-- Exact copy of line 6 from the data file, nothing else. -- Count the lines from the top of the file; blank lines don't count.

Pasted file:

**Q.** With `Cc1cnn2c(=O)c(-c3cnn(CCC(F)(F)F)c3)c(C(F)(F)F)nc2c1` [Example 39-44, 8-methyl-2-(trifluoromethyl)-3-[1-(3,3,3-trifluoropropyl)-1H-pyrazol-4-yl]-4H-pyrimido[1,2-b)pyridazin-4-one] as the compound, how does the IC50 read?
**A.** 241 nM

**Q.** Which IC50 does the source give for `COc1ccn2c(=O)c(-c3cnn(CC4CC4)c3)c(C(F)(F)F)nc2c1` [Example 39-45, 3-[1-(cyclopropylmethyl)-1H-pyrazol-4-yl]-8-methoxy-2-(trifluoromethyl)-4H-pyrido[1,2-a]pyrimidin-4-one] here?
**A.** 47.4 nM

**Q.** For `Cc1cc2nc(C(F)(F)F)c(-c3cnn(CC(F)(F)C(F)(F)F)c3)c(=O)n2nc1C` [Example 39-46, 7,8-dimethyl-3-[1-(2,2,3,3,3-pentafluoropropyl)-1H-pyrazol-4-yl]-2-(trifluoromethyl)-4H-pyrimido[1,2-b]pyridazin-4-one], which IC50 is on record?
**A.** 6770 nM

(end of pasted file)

**A.** 6770 nM